3. 3. EXAMPLES OF Typical Legal Claims (cont.) ADMINISTRATIVE COMPLAINTS Due Process or Court Actions Involving State has failed to appropriately monitor or compel the school district to correct and eliminate above IDEA violations East Baton Rouge, LA Many of the systemic IDEA violations in Calcasieu Parish, LA (threatened Louisiana persisted over several LDE monitoring cycles and thus LDE was legally responsible only), [Corey H. v. Ill. SBE , 642 F. Supp. 900 (N.D. Ill Caddo (see example) 1998). Failure To Ensure FAPE Holmes County, Mississippi Caddo Parish Administrative Caddo Parish Admin. Complaint Complaint Systemic Class Complaint filed under state Class/Systemic IDEA Violations Involving: complaint management system against CPPSS - Related Services approx. 200 ED students and other students with disabilities with school removals totaling LRE more than 10 days– approx. 200 additional days– Discipline students) Educational Benefit Six students served as class representatives Caddo Admin. Complaint (cont.) Caddo Admin. Complaint (cont.) Key Statistics in Caddo: LDE - Monitoring team sent to CPPSS in March 2007 Self-contained placement rate -32 % (2 times Self- statewide average) Team failed to fully investigate all claims Drop-out rate -students with disabilities is Drop- Second, smaller monitoring team returned 47.1% (more than 2 times statewide average in October 2007 Suspension rates ( in-school and out-of-school in- out- of- Allegations of complaint were largely suspensions) for students with disabilities - substantiated 41.7%. Statewide average 30.6% The district is ordered to hire a consultant to help resolve its IDEA violations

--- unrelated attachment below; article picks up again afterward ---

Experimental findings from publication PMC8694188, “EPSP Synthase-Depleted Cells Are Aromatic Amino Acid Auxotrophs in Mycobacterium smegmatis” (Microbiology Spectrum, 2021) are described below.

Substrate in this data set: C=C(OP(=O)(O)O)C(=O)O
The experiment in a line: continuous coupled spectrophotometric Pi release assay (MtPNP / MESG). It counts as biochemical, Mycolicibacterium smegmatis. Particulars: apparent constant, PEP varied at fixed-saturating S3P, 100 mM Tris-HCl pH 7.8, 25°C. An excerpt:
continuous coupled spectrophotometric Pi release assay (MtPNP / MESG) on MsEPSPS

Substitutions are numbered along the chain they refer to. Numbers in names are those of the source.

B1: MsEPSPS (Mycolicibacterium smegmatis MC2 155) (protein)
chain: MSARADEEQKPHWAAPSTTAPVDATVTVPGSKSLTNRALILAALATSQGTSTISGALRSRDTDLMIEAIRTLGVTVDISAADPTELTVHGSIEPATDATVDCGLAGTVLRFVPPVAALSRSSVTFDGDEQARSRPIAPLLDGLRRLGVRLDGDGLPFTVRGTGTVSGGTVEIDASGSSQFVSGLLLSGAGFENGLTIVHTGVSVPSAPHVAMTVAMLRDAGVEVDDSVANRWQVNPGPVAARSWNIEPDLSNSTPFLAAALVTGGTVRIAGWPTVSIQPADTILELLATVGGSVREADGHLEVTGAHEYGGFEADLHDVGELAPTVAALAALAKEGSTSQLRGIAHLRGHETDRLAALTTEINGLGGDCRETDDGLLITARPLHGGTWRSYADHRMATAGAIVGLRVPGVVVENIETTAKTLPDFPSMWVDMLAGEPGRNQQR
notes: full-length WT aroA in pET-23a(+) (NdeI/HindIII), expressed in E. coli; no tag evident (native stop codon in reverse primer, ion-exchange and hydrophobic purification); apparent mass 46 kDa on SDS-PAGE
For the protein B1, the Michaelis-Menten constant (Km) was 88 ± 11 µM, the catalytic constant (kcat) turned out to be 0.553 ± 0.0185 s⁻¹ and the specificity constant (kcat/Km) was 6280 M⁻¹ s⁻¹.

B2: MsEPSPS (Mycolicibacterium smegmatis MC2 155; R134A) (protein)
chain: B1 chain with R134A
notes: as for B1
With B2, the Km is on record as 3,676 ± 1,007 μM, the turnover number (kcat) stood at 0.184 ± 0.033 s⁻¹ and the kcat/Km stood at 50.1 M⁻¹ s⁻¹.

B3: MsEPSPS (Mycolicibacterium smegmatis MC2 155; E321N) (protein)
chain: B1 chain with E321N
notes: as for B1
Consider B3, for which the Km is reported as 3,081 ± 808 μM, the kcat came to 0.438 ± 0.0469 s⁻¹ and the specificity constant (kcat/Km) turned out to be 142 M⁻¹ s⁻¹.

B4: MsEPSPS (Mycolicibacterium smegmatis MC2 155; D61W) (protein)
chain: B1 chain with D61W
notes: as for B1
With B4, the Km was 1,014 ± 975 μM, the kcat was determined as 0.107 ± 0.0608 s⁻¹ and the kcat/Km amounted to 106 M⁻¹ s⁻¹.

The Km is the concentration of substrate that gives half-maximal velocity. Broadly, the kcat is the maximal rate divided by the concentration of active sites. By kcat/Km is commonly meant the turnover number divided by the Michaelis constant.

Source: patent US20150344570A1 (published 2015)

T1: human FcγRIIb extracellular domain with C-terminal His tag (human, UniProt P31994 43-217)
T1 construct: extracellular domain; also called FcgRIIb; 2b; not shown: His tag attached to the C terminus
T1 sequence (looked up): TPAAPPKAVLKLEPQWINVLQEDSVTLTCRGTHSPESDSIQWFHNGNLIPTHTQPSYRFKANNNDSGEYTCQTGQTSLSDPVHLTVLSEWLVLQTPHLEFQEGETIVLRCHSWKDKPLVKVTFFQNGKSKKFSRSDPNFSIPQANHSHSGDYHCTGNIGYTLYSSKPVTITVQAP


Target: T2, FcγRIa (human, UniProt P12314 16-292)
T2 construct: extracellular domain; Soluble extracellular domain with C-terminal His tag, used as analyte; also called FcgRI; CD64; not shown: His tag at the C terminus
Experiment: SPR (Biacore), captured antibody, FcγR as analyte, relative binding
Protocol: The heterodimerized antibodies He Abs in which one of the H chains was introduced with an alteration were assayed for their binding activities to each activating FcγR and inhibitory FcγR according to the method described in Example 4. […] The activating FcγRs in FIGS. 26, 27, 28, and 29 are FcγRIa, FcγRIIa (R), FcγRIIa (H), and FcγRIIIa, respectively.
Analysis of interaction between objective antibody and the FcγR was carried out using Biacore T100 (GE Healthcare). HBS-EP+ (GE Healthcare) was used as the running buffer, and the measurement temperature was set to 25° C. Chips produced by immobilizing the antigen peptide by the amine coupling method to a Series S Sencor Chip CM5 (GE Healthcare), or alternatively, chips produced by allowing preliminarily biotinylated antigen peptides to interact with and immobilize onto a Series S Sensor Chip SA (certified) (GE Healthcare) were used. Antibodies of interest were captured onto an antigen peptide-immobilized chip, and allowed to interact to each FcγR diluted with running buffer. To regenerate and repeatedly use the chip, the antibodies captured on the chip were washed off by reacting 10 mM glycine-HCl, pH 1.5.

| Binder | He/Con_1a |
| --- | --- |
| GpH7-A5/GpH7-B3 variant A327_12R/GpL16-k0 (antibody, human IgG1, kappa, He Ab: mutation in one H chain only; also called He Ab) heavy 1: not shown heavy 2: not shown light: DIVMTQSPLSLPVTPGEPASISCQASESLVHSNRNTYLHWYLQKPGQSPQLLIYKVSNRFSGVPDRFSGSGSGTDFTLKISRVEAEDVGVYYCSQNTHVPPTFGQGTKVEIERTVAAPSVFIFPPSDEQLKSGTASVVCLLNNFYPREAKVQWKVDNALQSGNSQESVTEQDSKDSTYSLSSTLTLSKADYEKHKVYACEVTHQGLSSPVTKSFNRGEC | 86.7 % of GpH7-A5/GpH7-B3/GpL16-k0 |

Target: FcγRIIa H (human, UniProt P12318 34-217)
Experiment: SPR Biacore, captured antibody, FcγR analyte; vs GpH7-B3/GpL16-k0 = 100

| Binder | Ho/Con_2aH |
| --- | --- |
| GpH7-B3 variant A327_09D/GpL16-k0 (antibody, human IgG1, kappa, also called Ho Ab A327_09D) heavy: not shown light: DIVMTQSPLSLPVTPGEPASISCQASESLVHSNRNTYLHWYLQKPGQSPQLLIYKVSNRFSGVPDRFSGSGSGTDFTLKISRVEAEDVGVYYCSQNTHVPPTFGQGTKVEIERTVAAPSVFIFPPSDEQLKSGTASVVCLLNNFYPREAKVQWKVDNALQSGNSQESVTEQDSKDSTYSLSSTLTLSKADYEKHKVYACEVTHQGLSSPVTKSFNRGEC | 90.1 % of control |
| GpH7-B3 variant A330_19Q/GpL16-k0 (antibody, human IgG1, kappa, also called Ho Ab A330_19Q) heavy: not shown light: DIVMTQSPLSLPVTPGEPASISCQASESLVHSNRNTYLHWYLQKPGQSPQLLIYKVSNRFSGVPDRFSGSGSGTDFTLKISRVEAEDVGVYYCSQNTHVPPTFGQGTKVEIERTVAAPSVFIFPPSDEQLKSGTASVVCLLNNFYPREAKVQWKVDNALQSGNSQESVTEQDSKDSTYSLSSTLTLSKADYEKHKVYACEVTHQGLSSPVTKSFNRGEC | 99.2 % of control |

4. 4. Administrative Due Process (cont.) Administrative Due Process Hearing (Jefferson Parish) School District, Class Due Process State, or both can be defendant(s) -This process was used in Jefferson Parish, Louisiana Jefferson Parish Class Due Jefferson Parish Class Due Process Process Complaint (cont.) Followed Numerous Individual Complaints Failure to adhere to IDEA’s disciplinary Class Complaint (on behalf of all ED students provisions in Jefferson Parish) versus the state dept. of Failure to educate ED students in the least education restrictive environment To address the following issues: Failure to provide appropriate amounts of social work and counseling services Failure to develop IEPs that were reasonably calculated to produce educational benefit Failure to provide appropriate transition planning and programming* Jefferson Parish Mediated Settlement Agreement Settlement Agreement Highlights Reached a Settlement Agreement August, The CAP developed by Dr. Olmi has 2005 specific strategies to ensure that Jefferson Appointment of a Special Master (Dr. Joe Parish significantly increases the Olmi, University of Southern Mississippi) to frequency and duration of social oversee delivery of special education work/counseling/psychological services services for ED students in Jefferson provided to Emotionally Disturbed Parish students and that these related services Development of a Corrective Action Plan are provided based upon individual need (CAP) and not staff availability Implementation of CAP